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The presidential candidates are being maddeningly vague about how they would go about trimming federal spending. I suppose they want to keep their options open and not make promises they may end up breaking. But to speed up U.S. economic growth, federal debt must be reduced, and to do that spending must be reined in. And it isn’t going to be easy. Where to start? A lot of the focus is on Social Security and Medicare, since these programs, along with Medicaid, account for such a large chunk of Uncle Sam’s expenditures. While reforms to these programs are undoubtedly in the cards, it probably is unwise to count the spending-cut chickens at this point because (1) they aren’t hatched, and (2) baby boomers are retiring in droves, and retired people tend to need more health care. A recent cover story in Time magazine detailed the various ways that ordinary citizens benefit from government largesse. The author, Michael Grunwald, showed how he and his family ate food and put on clothes that were subsidized by federal farm supports, for example. And his income tax bill is reduced by such items as mortgage interest and exemptions for family members and childcare. Most Americans, Grunwald writes, “are makers and takers — proud of our making, blind to our taking.” He adds: “The problem is that we pay in $2.5 trillion and pay out $3.8 trillion. And those trillions of dollars don’t all go to undeserving moochers, except insofar as we’re all undeserving moochers.” In short, vested interests will howl loud and long if their seats at the government banquet are downsized or taken away. That’s why we need leadership, meaning politicians — beginning with the president, yes, but including members of Congress, governors, mayors, the works — to help us see how our pain of short-term loss contributes to the longer-term greater good. The benefits are sizable. In “The 4% Solution,” Kevin Hassett estimates “that a fiscal consolidation through lower spending could easily increase medium-term growth by about 1% a year. This would be a major increase.” Major, indeed, and a big step toward invigorating the economy for the advantage of all.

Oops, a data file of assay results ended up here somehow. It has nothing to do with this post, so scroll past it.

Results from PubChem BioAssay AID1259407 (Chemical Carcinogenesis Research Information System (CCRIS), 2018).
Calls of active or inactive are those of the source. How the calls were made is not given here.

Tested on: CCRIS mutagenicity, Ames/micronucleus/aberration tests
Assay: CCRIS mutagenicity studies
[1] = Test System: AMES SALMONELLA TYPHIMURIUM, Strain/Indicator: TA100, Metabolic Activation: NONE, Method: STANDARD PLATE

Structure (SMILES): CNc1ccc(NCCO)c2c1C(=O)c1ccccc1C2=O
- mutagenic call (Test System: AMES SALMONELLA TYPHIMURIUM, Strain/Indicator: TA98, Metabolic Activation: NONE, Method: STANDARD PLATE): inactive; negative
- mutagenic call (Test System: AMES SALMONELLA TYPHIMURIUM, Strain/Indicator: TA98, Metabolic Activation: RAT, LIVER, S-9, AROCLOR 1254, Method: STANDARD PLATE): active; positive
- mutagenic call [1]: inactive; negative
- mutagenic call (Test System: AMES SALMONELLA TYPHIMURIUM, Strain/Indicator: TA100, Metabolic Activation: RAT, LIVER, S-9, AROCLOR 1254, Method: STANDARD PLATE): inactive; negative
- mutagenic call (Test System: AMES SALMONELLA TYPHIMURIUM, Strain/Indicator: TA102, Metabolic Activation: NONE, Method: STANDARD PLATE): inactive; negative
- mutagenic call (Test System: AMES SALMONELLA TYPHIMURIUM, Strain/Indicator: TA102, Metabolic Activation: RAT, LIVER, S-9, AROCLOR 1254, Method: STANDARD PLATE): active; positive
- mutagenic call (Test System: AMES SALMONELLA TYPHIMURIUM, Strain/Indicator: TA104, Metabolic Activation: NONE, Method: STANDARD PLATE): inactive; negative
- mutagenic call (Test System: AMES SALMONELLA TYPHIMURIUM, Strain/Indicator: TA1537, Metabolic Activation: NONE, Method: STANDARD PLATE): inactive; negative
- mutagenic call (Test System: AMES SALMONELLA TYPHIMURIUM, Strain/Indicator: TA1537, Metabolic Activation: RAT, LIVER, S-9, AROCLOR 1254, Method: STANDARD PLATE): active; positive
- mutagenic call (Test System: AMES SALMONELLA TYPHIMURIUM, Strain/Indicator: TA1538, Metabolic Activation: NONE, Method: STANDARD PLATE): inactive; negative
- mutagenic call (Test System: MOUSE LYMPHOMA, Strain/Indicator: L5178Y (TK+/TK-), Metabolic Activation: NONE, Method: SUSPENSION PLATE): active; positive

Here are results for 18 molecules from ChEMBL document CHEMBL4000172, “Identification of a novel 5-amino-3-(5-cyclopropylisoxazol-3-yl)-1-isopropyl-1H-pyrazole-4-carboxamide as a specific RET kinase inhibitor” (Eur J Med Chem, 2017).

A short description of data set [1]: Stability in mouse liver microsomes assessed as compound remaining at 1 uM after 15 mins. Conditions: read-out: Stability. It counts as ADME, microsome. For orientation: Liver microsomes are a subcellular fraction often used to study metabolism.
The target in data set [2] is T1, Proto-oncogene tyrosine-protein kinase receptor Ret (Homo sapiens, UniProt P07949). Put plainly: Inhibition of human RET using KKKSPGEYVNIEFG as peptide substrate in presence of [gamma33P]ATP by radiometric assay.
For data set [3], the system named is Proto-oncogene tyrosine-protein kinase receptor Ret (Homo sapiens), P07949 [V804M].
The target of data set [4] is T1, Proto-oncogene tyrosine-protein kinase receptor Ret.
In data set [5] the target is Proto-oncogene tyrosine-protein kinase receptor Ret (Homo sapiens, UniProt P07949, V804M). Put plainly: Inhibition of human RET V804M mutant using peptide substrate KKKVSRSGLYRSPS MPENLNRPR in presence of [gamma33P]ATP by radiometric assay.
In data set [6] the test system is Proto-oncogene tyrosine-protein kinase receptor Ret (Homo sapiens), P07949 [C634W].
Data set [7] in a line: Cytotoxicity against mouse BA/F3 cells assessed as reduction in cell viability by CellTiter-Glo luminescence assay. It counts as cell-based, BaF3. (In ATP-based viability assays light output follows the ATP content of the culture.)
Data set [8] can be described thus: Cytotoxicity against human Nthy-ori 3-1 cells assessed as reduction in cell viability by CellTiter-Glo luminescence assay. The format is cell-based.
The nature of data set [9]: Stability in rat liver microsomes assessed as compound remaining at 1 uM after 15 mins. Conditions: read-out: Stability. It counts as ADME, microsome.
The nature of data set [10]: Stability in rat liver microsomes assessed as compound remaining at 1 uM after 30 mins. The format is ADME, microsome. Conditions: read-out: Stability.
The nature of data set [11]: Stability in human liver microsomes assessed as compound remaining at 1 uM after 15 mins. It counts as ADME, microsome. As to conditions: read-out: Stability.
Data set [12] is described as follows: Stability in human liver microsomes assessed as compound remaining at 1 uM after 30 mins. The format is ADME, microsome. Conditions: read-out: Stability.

2012 Economic Growth Fellow
John Prestbo is retired as editor and executive director of Dow Jones Indexes. Previously he was markets editor at The Wall Street Journal. He has co-authored or edited several books over the past 30 years. The most recent is “The Market’s Measure: An Illustrated History of America Told Through the Dow Jones Industrial Average,” published in 1999 by Dow Jones Indexes. His column, Indexed Investor, appears on the highly regarded “MarketWatch” business and finance website. He received his bachelor's and master's degrees from Northwestern University.Full Bio
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